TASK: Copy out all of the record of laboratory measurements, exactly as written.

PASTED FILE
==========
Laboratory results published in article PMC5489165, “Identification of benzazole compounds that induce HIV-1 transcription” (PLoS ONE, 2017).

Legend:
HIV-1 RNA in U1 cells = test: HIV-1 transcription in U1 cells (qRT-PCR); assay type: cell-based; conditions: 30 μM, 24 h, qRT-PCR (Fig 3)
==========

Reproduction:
Laboratory results published in article PMC5489165, “Identification of benzazole compounds that induce HIV-1 transcription” (PLoS ONE, 2017).

Legend:
HIV-1 RNA in U1 cells = test: HIV-1 transcription in U1 cells (qRT-PCR); assay type: cell-based; conditions: 30 μM, 24 h, qRT-PCR (Fig 3)